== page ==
Does Kings Cross need a second tube station?

York Way. Image: Ewan Munro/Wikipedia Commons.

King’s Cross Central is one of the larger re-development projects currently underway in in central London. A decade in, the area now plays host to the Guardian’s London offices, the Central St. Martin’s art school and an obnoxiously large branch of Waitrose. Only last month, indeed, King’s Cross Central played host to the greatest share of events for the Lumiere light festival. All very prestigious – enough, indeed, to earn the area a shiny new postcode, N1C.

What it hasn’t earned it is a new tube station. Okay, there’s King’s Cross St. Pancras itself, at the area’s southern tip, but the northern end of the development zone is as much as 1km from there. And the rebranding of Nine Elms and Battersea to house the new American Embassy, remember, merited the development of two additional stops and an entirely new branch of the Northern Line.

The partnership behind King’s Cross Central presumably thought that the existing – admittedly, rather large – station would be more than enough. But what if it’s not? King’s Cross is a very busy and congested station, especially at rush hour, when people will be traveling to and from the majority of developments in King’s Cross Central. Buses are an option too, of course – but only one bus stop serves the northern fringe of the development, the 390’s stop on York Way.

This is where abandoned stations come into the mix. Inquisitive visitors to King’s Cross Central might have noticed the Leslie Green-esque building on York Way, in the north-eastern corner of the N1C area. That’s the old York Road tube station, where Piccadilly line trains used to stop between King’s Cross St. Pancras and Caledonian Road. It opened in 1906, but closed, due to lack of use, in 1932.

A map showing the two abandoned stations.

Various entities, from councils to contractors, have proposed re-opening the station as a solution to the area’s transport needs. But it wouldn’t come cheap, and anyway, it would increase journey times on the line as a whole. The result, Transport for London thinks, would be an economic cost that outstrips the benefits of a decongested Piccadilly Line platform.

There is another option. Maiden Lane station once lay between Camden Road and Caledonian Road & Barnsbury stations on what is now the London Overground. Little modern trace exists, but re-opening the station would be far, far cheaper than re-opening York Road (an estimated £8m, rather than £40m). That makes it a far more plausible option to serve the northern end of Kings Cross.


But why should we be choosing between Maiden Lane and York Road? Why not go the full hog, and open both?

A combined Maiden Lane/York Road Piccadilly/Overground interchange would offer a number of advantages compared to the less ambitious alternatives. To the west, Camden Town station is up for redevelopment, in part to improve interchange with Camden Road. Once complete, the stations might well become a popular interchange between the Overground and the Northern Line. To the east, Highbury and Islington already is a popular interchange between NR, Overground and Victoria lines.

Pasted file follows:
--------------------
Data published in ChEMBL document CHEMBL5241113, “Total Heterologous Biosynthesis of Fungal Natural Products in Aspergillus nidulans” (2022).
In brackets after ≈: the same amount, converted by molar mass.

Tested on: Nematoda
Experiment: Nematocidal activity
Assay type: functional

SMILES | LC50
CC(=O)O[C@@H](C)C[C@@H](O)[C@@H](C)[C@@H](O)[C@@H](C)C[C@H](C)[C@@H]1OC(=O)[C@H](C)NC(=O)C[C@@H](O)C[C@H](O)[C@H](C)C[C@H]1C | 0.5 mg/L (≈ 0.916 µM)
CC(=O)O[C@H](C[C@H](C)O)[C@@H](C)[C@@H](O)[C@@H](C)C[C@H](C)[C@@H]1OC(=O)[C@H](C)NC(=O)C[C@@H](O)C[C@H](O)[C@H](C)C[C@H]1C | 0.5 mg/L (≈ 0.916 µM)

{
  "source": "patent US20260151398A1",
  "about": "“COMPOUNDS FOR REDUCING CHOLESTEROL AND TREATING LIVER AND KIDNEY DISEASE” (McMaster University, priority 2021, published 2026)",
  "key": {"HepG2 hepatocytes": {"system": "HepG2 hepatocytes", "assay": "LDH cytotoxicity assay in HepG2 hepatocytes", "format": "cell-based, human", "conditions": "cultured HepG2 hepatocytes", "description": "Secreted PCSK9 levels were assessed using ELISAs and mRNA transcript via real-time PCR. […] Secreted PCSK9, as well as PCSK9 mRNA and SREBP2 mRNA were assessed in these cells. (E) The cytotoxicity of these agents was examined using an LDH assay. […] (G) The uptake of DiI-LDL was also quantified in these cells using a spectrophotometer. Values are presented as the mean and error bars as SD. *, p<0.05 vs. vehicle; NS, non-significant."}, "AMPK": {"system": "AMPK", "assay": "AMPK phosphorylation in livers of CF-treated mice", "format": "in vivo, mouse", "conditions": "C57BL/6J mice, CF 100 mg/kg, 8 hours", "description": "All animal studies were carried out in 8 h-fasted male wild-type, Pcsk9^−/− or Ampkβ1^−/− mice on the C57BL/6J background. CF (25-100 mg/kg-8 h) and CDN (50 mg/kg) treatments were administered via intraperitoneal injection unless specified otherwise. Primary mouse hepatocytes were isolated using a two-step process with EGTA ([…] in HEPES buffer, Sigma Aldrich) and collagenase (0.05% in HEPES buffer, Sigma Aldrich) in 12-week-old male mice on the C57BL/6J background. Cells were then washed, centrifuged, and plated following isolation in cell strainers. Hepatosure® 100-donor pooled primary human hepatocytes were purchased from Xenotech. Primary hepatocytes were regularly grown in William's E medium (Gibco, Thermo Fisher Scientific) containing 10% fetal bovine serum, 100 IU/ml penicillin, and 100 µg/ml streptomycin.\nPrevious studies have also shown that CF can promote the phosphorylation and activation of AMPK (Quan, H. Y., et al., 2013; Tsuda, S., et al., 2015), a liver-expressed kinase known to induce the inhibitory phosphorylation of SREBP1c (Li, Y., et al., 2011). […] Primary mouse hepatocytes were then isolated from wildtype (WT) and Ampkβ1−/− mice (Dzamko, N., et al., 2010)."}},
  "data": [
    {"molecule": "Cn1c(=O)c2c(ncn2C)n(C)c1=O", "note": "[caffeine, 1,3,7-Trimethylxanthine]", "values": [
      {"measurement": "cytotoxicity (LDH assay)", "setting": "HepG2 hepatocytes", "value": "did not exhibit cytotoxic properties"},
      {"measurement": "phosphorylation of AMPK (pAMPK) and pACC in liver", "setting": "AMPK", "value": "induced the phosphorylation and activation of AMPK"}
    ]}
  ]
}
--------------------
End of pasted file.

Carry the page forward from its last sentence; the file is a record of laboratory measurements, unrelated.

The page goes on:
That would leave the Piccadilly line as the only tube line in this area without interchange with the Overground. True, Caledonian Road & Barnsbury already offers a rarely used out-of-station interchange (OSI) with Caledonian Road; but it’s an inconvenient walk through an inconvenient location, unappealing to travellers.

If TfL reopened a new York Way station, designed to provide an interchange between Picadilly and Overground, travellers looking to change to the northbound Victoria or Northern lines could take the Overground at York Way to H&I or Camden Town respectively, instead of continuing on to King’s Cross. This would reduce congestion at KGX by reducing the number of journeys using it as an interchange, by offering a new route along the North London branch of the Overground.

Such behaviour could be encouraged by placing York Way in Zone 2, compensating the inconvenience of an extra change with a reduced fare. This would vastly increase the utility of a station at York Way, allowing it to become a hub for commuters looking to avoid the congestion and costs of travel through Zone 1.

A mock-up of what York Way might look like on the Tube Map. Image: TfL/Citymetric.

Finally, the area between York Way and Caledonian Road, lying just opposite the King’s Cross Central development, is currently classified as being among the most socially deprived areas in England. The development as it stands arguably offers very little real benefits to those living literally across the road.

A new station on their doorstep could be transformative in this respect. While the York Road station analysis argued this impact would be minimal, a station serving both Overground and Underground – going above and beyond to connect the local area – would likely be even more effective.

So, there you are. One day soon, King’s Cross St. Pancras might need a hand. And who better to lend one than its old friend from just up the road?


 

 
 
 
 

“Stop worrying about hairdressers”: The UK government has misdiagnosed its productivity problem

We’re going as fast as we can, here. Image: Getty.

Gonna level with you here, I have mixed feelings about this one. On the one hand, I’m a huge fan of schadenfreude, so learning that it the government has messed up in a previously unsuspected way gives me this sort of warm glow inside. On the other hand, the way it’s been screwing up is probably making the country poorer, and exacerbating the north south divide. So, mixed reviews really.